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A CurtainUp London Review
Waiting for Godot
It is hard not to like Patrick Stewart's warm and smiling Vladimir with his agitated need to frequently urinate and Ian McKellen's 's foil, the more silent and lugubrious Estragon or Gogo with a Northern accent. But somehow what we are watching is not Waiting for Godot as Beckett intended it. Because we have two star entertainers onstage who are fascinating to watch, gone is that sense of frustration, of inertia, of nothing to do as we wait endlessly for the arrival of the mysterious Godot.
Stephen Brimson Lewis has set Beckett's design for a tree within a dilapidated theatre with the proscenium arch collapsing, a visual in-joke on the historical Haymarket's real falling masonry of 2004 during the production of When Harry Met Sally. So the requisite tree is growing up between the boards of what was once the stage of a disused theatre.
The two tramps give more than a nod to the tradition of British variety music hall acts not just in the after show finale which recreates one of Flanagan and Allen's routines but when Vladimir and Estragen exchange hats, hey tmanaging that tip off the hat and put on another from behind trick. This echoes Chaplin and Buster Keaton silent movie comedy. As Gogo tries his old boots on, he almost manages a tap routine to show his pleasure with his rediscovered footwear.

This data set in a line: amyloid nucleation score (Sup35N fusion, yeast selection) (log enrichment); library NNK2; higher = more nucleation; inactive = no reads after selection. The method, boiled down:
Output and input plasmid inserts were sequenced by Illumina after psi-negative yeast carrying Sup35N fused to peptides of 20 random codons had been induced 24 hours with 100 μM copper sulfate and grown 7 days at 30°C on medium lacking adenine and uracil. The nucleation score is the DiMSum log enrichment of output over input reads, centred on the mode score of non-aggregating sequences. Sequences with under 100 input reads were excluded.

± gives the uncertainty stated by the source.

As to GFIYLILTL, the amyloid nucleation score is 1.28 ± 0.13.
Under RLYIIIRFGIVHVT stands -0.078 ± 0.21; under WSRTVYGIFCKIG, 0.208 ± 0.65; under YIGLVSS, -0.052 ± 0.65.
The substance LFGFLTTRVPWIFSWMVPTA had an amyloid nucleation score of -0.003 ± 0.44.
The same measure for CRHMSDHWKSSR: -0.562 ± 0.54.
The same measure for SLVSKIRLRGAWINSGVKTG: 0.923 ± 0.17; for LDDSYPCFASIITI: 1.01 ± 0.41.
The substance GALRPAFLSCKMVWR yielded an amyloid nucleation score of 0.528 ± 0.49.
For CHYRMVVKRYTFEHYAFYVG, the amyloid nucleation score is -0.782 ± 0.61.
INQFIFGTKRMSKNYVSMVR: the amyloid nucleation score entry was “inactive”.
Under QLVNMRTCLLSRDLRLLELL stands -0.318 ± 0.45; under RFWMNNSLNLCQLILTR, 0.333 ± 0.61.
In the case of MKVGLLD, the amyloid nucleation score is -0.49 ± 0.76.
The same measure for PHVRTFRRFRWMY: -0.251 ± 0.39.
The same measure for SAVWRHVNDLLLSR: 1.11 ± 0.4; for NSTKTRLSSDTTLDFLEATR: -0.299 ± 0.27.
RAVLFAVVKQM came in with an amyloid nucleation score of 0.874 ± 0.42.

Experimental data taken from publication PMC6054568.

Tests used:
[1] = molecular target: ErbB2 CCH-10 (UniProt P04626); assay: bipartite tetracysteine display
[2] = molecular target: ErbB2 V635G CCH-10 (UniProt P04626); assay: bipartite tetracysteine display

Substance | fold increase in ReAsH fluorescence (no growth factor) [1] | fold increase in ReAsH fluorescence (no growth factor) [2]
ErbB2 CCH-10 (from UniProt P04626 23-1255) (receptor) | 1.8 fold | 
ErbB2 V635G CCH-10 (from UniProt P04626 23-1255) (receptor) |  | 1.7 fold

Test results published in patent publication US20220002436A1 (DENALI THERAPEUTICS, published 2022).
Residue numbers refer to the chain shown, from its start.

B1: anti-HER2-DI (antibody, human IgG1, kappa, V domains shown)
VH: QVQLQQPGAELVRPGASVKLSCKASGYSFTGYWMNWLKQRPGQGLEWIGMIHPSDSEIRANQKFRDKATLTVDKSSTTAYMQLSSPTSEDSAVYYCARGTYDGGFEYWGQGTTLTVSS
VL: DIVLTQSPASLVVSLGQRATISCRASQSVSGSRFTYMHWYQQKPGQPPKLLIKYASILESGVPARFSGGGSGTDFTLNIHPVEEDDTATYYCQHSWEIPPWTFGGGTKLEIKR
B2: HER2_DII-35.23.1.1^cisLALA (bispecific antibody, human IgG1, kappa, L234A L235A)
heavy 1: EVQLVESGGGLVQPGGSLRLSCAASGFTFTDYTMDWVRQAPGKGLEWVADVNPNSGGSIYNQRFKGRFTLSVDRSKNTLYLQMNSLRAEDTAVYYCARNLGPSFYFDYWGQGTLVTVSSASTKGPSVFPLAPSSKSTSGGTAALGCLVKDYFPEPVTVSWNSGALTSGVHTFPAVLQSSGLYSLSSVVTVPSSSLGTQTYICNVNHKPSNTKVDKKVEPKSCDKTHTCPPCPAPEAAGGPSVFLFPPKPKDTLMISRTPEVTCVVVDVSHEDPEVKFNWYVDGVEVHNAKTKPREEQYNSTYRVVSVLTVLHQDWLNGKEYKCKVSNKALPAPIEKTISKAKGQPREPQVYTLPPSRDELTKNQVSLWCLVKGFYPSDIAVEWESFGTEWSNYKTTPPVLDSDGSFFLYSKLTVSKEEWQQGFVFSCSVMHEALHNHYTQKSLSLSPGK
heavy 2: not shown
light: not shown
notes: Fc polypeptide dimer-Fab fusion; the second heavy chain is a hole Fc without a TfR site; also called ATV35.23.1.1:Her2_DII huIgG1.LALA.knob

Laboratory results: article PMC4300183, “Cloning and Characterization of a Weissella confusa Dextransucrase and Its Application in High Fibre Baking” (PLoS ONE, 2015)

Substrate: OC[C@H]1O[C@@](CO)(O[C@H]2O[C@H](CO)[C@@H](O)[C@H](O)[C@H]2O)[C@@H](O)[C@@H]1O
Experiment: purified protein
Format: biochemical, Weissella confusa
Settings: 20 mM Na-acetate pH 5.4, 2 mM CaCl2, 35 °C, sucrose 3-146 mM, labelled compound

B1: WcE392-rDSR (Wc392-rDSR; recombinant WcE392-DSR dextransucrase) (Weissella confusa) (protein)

The first entrance of Pozzo (Simon Callow) and Lucky (Ronald Pickup) is more music hall as Simon Callow, not known for restraint in his acting, is larger than life as the slave master. With a handlebar moustache and painted on ring master eyebrows with fly away waxed extensions, he is seriously over the top and vocally as fruity as an overripe mango. Pozzo's entrance has Didi and Gogo reacting to the intrusion like a pair of nervous schoolgirls.
Ronald Pickup's disappointing Lucky looks like another thin tramp pressed into service by Pozzo. The oppression of this human being doesn't amuse me. Instead I feel hurt to see someone so abused. On the other hand, the two tramps have a caring relationship. Didi strokes Gogo's hand to help him sleep but then ruins the calm by belting out a fortissimo rendition of Brahms' Lullaby. When Pozzo returns in the second act, he is a man confused and humbled and as they all collapse trying to pull him up I still have the image of a pile of unrecognisable bodies with a white gloved hand sticking up like something out of Mickey Mouse.
The jokey exchange of insults between Gogo and Didi culminates in "Crritic!" from Gogo and as he delivers this expletive, Didi dies a mock death at its pejorative force.
Editor's Note: As this Godot is playing in London, another star Curtainup's review here.
Retold by Tina Packer of Shakespeare & Co.
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